A Comparison of the Educational Systems in Hatchet, Anne of Green Gables and The Great Gilly Hopkins

1. Introduction

The purpose of this essay is to compare and contrast the educational systems in three popular children’s books: Hatchet, Anne of Green Gables and The Great Gilly Hopkins. While all three books are set in different parts of the world (USA, Canada and Japan respectively), they all emphasize the importance of a free learning environment that allows learners to discover the truth for themselves.

2. A Comparison of the Educational Systems in Hatchet, Anne of Green Gables and The Great Gilly Hopkins

All three books present different educational systems, each with its own advantages and disadvantages.

In Hatchet, the protagonist Brian is sent to live with his father in the wilderness after his mother’s death. While this may seem like an unusual setting for an educational system, it actually turns out to be very effective. Brian learns how to survive in the wild and becomes a much more resourceful person as a result. He also learns a lot about himself and his capabilities, which is something that can be difficult to achieve in a more traditional educational setting.

The educational system in Anne of Green Gables is very different from that in Hatchet. In this book, Anne is sent to live with her Aunt Marilla and Uncle Matthew after an orphanage burns down. While she does receive some formal education from her uncle, who is a teacher, much of her learning takes place outside of the classroom. For example, she learns how to cook and sew from her aunt, and she also learns a great deal about nature from her friend Diana. This type of informal education is very valuable, as it allows Anne to develop a well-rounded set of skills.

The Great Gilly Hopkins presents yet another type of educational system. In this book, Gilly is placed in foster care after her mother abandons her. She is eventually placed with the Trotters, who run a daycare center out of their home. While Gilly does not receive any formal education while living with the Trotters, she does learn some important life lessons, such as the importance of being kind and helpful. Additionally, she also develops a strong bond with her foster family, which helps her to feel secure and loved.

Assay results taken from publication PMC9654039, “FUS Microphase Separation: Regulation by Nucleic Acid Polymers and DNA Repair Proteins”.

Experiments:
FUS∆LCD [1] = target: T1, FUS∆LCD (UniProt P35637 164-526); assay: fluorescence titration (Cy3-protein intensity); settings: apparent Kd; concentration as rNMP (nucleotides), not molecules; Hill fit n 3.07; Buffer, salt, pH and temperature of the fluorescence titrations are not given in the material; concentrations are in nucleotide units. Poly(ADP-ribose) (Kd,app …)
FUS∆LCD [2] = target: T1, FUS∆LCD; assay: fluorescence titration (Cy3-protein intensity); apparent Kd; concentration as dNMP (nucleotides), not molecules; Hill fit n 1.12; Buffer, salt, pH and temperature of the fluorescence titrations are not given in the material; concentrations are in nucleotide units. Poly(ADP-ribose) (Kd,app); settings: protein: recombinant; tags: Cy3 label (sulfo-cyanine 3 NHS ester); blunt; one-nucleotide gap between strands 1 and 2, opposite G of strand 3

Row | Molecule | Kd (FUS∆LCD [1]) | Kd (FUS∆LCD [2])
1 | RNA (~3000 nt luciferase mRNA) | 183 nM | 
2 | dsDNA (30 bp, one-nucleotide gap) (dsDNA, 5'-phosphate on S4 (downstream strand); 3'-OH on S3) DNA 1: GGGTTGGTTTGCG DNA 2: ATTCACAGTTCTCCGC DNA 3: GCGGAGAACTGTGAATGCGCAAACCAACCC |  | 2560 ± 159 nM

3. The Importance of a Free Learning Environment

One common theme among all three books is the importance of a free learning environment. In Hatchet, Brian is only able to learn how to survive in the wild because he is given the freedom to do so. If he had been forced to stay in civilization, he would never have had the opportunity to develop his survival skills. Likewise, Anne is only able to learn about nature and cooking because she is not confined to a classroom. And finally, Gilly is only able to learn about kindness and helpfulness because she is not restricted by a formal educational system. This goes to show that learners need freedom in order to truly thrive; without it, they will never have the opportunity to reach their full potential.

4. Children’s Education in Japan

Japan has one of the most successful educational systems in the world. In fact, Japanese students consistently rank among the top performers on international tests such as PISA and TIMSS. There are several factors that contribute to Japan’s success in education; one of them is the country’s focus on developing well-rounded learners.